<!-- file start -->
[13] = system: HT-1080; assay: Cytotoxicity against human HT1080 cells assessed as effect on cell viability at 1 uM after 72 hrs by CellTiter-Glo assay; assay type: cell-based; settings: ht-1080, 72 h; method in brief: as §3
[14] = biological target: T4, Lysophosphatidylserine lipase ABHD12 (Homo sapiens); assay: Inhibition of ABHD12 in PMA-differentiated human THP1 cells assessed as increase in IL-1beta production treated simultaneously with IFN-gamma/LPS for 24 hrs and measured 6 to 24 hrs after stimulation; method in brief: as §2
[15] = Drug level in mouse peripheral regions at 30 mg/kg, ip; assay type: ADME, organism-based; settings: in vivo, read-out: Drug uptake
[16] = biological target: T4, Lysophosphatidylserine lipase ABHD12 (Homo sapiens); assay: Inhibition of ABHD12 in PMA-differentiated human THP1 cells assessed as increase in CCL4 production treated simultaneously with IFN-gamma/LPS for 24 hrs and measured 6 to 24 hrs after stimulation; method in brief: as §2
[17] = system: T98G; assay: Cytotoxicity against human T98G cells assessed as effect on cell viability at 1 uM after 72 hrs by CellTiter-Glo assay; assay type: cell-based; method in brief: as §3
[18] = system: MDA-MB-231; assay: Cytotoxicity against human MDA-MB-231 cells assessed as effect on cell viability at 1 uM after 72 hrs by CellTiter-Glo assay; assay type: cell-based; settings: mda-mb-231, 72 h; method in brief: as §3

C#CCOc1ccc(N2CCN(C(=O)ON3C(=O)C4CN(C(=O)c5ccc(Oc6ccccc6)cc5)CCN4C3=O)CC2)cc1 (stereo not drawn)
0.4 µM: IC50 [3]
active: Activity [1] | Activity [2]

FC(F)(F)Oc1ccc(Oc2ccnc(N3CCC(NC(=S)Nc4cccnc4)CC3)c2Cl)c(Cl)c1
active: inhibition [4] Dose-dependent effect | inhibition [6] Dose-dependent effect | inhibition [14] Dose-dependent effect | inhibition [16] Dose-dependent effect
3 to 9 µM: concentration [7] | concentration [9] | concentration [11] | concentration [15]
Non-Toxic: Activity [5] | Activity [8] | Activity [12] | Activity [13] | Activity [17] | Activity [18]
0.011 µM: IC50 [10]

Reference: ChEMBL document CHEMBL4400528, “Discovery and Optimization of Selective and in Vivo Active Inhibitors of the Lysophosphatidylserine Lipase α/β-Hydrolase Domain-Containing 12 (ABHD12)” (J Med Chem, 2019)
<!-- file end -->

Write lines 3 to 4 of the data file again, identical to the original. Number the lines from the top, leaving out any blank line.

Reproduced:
[15] = Drug level in mouse peripheral regions at 30 mg/kg, ip; assay type: ADME, organism-based; settings: in vivo, read-out: Drug uptake
[16] = biological target: T4, Lysophosphatidylserine lipase ABHD12 (Homo sapiens); assay: Inhibition of ABHD12 in PMA-differentiated human THP1 cells assessed as increase in CCL4 production treated simultaneously with IFN-gamma/LPS for 24 hrs and measured 6 to 24 hrs after stimulation; method in brief: as §2